Seriously – yours is looking great – and such a huge area to keep up. But it looks very worthwhile. 🙂

  4. Definitely wait for the luffa to dry. The rain make such a difference to the garden.
    Happy 2015 to you and yours.

  5. I am so pleased that you have had some rain for your beautiful garden. I have never grown luffas so will watch with interest. I love sunflowers too, it is difficult not to feel happy when you see them 🙂 Thanks for hosting Liz I hope you have a productive month.

  6. Pingback: Garden Monthly, January 2015 | ALMOST ITALIAN

  7. I wish we could get some of that rain Lizzie or at least share it out a bit more evenly. We are in another bad season. Do you dry out Luffas and use them in the bathroom as a sponge? Or did I imagine that?

  8. Looking great! I particularly love the sunflowers. And yay for eggplants!

  9. Oh I am so envious of your okra – Mine are just little spindly plants that came up and then did nothing….I have shade cloth and wondering if they need more sun. We also had that wonderful rain, and it seems to feel as though we are finally into the wet season. Let the luffa dry on the vine, and then the skin should just peel off. tip out the thousands of seeds,and then if they are mouldy soak them in a little bleach water overnight. I have been cutting mine in half and then inserting some soap my daughter made into the pocket. Ok off to do my post. Happy New year to you!

  10. Linda Cockburn http://www.amazon.com/Living-The-Good-Life-Backyard/dp/1740663128 uses luffas as toilet paper 😉 Do you have any issues with fruit fly? We are lucky in Adelaide not to have them but I have friends in QLD who struggle every year against them.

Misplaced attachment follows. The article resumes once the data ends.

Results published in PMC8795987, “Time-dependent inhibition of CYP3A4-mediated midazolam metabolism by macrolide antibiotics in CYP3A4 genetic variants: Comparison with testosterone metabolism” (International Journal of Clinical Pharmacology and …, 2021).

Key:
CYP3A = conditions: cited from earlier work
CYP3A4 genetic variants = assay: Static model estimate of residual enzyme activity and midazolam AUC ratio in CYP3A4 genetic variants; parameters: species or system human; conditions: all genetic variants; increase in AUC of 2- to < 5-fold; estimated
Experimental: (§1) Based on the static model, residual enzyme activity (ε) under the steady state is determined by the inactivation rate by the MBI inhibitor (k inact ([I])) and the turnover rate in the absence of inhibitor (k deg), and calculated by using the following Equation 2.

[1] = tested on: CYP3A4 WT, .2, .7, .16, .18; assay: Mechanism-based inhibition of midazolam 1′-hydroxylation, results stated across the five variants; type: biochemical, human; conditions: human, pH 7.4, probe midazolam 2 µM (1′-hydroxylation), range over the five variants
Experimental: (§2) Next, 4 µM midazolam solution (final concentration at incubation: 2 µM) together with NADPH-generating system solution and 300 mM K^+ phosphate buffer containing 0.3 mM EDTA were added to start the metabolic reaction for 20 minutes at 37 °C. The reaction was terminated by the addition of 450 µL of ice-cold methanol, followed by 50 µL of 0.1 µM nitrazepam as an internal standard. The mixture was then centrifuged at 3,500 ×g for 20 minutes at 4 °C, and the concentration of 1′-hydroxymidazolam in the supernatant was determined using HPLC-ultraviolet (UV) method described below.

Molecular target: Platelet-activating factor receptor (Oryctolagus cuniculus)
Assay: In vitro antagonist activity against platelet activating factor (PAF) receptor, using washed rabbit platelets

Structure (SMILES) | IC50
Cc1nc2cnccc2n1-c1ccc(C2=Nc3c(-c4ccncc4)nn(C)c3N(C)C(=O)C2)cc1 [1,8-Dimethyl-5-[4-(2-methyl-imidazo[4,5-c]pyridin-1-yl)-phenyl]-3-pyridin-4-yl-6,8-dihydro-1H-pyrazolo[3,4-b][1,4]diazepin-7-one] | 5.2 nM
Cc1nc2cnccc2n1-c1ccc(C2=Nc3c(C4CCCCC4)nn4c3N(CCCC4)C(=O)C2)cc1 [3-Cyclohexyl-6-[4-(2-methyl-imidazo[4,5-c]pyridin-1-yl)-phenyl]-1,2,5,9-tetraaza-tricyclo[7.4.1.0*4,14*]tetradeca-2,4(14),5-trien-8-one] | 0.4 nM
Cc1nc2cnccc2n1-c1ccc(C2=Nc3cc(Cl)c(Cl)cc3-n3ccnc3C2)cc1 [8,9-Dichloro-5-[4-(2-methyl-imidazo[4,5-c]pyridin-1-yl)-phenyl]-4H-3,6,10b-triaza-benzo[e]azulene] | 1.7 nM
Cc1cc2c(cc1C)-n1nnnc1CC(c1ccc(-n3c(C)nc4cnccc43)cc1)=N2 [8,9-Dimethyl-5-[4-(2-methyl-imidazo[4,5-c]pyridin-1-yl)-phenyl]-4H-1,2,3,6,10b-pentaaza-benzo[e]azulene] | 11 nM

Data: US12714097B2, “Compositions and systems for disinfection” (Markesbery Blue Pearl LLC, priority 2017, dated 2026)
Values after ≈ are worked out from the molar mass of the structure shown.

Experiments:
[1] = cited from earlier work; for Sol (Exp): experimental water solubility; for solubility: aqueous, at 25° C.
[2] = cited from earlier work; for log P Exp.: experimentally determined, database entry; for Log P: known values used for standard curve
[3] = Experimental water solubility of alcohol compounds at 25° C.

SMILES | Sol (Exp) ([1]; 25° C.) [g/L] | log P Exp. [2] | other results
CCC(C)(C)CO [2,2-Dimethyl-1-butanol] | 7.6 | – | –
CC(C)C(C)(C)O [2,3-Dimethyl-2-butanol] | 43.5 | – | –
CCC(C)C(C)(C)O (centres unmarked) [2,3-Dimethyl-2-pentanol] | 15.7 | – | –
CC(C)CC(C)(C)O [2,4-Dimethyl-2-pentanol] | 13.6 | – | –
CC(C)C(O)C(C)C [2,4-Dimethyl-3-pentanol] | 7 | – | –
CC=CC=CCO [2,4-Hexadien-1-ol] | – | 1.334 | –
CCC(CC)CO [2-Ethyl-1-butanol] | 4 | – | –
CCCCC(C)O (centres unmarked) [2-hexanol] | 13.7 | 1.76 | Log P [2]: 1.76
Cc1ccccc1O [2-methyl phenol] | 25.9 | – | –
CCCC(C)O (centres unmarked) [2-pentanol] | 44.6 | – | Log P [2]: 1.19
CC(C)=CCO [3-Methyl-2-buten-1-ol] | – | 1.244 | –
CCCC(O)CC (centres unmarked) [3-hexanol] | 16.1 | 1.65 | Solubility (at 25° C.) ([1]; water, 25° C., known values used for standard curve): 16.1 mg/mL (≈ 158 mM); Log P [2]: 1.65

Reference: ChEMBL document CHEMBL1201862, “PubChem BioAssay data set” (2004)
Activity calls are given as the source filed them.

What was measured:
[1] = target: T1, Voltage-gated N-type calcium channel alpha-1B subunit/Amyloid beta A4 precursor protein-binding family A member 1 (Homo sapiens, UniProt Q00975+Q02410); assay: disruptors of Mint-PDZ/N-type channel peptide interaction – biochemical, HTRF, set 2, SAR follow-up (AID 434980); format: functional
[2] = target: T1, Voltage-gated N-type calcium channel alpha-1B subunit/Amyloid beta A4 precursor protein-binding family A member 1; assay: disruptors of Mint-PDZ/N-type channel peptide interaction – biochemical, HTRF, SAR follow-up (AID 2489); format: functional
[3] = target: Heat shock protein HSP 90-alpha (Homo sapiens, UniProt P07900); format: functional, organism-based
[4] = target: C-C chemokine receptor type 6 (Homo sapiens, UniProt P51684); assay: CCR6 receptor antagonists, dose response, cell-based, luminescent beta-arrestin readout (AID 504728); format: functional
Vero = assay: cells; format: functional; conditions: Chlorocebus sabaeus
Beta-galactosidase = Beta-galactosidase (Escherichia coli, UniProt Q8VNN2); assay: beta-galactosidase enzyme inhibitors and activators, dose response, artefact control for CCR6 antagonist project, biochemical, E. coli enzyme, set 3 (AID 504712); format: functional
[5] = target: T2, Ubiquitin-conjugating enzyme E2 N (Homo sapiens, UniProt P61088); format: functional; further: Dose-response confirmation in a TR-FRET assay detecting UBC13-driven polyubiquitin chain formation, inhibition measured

• This year has been the worst I have ever had with fruit fly and being away from my garden for 8 days really did not help. They have stung just about everything. Next year I am going to try netting everything as the baits just don’t seem to be cutting it for me.

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  12. Such a pity about your new garden bed area, oh well maybe next year. The rest is looking lovely and green. The photos with the big dark clouds are great!

    • We are lucky to be getting some rain at the moment. I quickly ducked down to the garden to get a few snaps and then had to run back up to the house which is 200m away before I got drenched. Fun.

  13. Lizzie.. What is it about weeds? No matter what they survive! I have times like you with pumpkins and melons .. For the past few years – zip! I’m wringing my hands :). Wish I could help with the luffa! Love your garden and yes saw the water ..

  14. Hope you had a great time camping at Woodford. The sunflowers look amazing. We grew a couple last year and they do make you happy that’s for sure. Regards Kathy A, Brisbane

  15. Those sunflowers look so cheery. And everything is so green! Can you tell I’m ready for winter to be over already? Sadly I won’t be joining in this month. I don’t really have anything to report as the garden is frozen now. I’ll probably pick back up in March when I start seeding transplants.

  16. Oh and I also wanted to let you know that my feed reader (newsblur) isn’t being timely on your posts for some reason. I got five in a row a couple days ago (December posts), but not this one. I figured you had it up by now so just came over anyway.

    • Daphne, I am not sure why that it doesn’t work. Apparently a few others don’t get my feed. I will do some fixing today to see if I can get it back to normal.

  17. 62mm of rain in one day — that’s amazing. I don’t think we’ve had that much all up since winter, although rain is expected in the next day or two which should put out the fires. Your garden looks so lovely and lush and it’s so BIG!

  18. Pingback: Janurary in the Garden – Garden Share Collective | spades, spatulas & spoons

  19. I was going to ask how you get your sunflower seeds out to eat yourself, but looks like the chooks get that luxury 🙂

  20. Such a shame about your melons and pumpkins but the rest of your gardens look great.

  21. What wonderfully productive garden – Lizzie – and the artwork in the planting guide is beautiful – you could make gorgeous posters of them:)

  22. This is the first time I’ve seen your page and I’m so jealous of your produce. I can sympathise about the weeds though, that’s about all I seem able to grow. My tomatoes all got attacked by fruit fly too, which was very disappointing. I’m in Sydney and still just learning about gardening in my tiny front yard, but this is very inspiring – thanks! I

  23. Pingback: Garden Share Collective – February | A Kailyard in Adelaide!